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How to build a stone wall

How to build a stone wall

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In the long and exciting daily process of building a green roof, each phase becomes a way of researching, thinking and experiencing construction, its steps and its techniques. After sharing our knowledge on the refurbishment of stone walls, we are now writing about our experiment (re)building one.   

A granite construction

Granite stone is an interesting ancient material that has different characteristics and advantages to use in construction: it’s a resistant and long-term material: it perfectly resists to time and weather constraints. Natural granite stone has one of the highest compressive strength in comparison to other materials. This resistance depends on the composition of the stone and the cover that may be applied on. To check the quality of your granite stones, take a look to see if you notice any dings, dents or scratches; and also check the porosity. A granite very porous or irregular will need regular coats of sealant. Granite has a good thermal phase shift (inertia): it stocks heat and restitues it slowly during the night; it’s sustainable when it is locally sourced. Furthermore, the stone can be directly reused from one construction to the other without any transformation.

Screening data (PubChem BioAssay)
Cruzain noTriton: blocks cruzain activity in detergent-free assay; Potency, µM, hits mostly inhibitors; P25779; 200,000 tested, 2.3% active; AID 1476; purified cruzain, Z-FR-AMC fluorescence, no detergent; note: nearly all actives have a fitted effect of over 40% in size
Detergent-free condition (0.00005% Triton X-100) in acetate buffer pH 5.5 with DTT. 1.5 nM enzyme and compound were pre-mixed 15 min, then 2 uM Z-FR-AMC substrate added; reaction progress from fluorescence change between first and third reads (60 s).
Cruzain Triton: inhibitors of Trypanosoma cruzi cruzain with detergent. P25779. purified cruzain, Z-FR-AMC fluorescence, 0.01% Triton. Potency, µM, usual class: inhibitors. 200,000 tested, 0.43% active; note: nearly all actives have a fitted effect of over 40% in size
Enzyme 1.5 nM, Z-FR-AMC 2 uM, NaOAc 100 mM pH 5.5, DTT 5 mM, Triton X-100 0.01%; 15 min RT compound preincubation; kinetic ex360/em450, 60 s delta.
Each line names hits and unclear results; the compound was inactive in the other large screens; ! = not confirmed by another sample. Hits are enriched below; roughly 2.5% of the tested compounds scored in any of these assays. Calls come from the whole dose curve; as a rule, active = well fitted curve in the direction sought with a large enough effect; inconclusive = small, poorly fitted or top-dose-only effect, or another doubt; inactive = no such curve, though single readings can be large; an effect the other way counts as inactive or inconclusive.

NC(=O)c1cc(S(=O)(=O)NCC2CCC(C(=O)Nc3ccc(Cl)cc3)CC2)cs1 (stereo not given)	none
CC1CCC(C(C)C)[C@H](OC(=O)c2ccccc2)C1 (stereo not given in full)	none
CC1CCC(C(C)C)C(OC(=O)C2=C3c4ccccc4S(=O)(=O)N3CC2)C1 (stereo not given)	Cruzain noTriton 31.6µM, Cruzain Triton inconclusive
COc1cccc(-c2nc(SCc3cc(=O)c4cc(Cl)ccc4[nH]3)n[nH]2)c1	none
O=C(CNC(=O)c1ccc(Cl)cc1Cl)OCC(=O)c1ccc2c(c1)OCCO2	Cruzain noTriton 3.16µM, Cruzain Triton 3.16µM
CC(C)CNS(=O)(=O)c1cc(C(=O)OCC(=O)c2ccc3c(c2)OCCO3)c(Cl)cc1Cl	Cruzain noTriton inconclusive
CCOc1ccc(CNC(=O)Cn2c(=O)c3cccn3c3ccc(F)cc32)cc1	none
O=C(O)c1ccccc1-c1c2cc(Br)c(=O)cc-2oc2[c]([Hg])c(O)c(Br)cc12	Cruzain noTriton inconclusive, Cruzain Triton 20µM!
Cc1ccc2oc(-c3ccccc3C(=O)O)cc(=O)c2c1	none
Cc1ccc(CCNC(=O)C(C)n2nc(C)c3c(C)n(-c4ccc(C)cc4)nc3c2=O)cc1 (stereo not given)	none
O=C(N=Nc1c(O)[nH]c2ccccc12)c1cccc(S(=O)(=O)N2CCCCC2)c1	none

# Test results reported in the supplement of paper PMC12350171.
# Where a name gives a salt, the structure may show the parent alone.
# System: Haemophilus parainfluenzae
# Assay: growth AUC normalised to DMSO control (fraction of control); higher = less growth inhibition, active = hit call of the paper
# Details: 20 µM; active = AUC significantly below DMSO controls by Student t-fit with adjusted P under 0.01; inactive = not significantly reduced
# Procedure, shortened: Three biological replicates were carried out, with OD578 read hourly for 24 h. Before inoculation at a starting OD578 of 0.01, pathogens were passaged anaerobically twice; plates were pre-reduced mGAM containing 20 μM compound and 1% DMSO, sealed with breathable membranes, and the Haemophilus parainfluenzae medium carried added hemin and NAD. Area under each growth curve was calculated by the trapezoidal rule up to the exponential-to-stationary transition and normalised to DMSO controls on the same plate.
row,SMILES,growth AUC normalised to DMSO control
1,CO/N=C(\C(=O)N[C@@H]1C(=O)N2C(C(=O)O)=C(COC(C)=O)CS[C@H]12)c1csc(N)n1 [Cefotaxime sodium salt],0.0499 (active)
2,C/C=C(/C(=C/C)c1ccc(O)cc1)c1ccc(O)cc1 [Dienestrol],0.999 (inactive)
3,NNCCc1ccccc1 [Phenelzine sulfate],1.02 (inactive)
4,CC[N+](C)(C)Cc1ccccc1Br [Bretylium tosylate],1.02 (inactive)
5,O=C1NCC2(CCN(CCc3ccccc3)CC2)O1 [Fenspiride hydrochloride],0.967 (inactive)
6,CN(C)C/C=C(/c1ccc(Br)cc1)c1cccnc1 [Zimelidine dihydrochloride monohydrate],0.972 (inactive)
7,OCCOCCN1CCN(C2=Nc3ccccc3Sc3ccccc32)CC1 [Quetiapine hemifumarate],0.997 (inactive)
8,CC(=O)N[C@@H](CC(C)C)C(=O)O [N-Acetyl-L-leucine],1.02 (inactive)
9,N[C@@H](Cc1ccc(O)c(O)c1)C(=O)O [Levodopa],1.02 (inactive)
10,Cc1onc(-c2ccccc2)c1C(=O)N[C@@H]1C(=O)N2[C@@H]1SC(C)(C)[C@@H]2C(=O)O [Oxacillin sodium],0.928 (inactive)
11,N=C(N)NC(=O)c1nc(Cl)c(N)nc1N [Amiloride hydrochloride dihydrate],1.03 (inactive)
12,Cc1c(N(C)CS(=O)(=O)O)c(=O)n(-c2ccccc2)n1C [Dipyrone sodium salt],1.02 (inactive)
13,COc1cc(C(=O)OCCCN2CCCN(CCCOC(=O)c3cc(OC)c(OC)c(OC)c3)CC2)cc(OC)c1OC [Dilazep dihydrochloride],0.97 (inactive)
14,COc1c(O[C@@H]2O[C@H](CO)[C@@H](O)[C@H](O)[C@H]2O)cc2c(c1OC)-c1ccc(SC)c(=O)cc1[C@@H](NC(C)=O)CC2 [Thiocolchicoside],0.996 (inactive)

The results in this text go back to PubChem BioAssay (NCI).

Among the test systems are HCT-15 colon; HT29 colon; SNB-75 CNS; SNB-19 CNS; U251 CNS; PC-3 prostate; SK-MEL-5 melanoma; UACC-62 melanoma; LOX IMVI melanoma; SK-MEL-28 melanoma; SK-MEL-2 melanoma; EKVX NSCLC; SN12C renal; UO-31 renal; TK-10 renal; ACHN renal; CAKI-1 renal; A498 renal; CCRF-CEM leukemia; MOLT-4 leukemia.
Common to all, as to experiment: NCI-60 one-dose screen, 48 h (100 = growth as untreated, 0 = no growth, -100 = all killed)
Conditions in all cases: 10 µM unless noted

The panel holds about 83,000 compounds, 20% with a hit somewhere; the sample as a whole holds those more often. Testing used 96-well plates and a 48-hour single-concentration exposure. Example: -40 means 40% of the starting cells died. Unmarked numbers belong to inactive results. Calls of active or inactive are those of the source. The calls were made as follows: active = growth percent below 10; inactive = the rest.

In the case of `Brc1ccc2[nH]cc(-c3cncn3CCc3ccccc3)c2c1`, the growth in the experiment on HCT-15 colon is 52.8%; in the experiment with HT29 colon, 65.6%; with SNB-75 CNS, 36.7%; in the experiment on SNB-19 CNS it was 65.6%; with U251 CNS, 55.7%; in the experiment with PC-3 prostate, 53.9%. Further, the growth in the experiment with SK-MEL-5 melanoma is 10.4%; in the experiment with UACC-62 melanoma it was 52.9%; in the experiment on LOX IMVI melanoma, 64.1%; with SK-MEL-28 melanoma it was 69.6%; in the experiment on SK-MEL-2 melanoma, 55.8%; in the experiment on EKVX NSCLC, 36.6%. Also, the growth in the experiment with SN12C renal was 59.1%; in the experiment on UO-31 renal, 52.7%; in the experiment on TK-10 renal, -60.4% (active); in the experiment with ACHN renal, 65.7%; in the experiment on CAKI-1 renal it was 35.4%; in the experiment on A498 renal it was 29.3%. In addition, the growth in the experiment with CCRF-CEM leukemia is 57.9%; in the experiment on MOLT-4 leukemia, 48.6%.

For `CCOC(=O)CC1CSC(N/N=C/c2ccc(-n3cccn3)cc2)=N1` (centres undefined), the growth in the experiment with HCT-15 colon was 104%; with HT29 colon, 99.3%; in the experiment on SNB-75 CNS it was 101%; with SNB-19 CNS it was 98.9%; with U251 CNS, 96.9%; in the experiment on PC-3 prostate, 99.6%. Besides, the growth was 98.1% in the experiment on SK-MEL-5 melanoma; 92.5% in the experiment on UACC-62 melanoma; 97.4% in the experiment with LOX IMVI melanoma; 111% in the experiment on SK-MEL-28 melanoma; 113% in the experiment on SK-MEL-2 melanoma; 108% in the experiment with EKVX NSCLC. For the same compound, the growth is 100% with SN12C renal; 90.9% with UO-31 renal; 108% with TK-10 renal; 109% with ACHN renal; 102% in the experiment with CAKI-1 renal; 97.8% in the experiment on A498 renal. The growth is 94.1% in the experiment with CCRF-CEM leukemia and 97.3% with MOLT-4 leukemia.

Each type of stone offer nonetheless very different qualities.

Granite2643 – 3204139 – 3090.002 – 0.2
Sandstone2242 – 264331 – 1081.5 – 6
Limestone2000 – 288019 – 1930.25 – 7.5
Marble2963 – 304393 – 1620.001 – 0.06
Slate2800 – 2880124 – 1850.15 – 0.25

Figure 1. Qualities of stones

If the stone type influences the visual and structural aspect of the construction, it also affects its final cost. The choice to work with granite is natural for us in this refurbishment project, as it is a common and local material in vernacular Portuguese architecture.

Phases and tools needed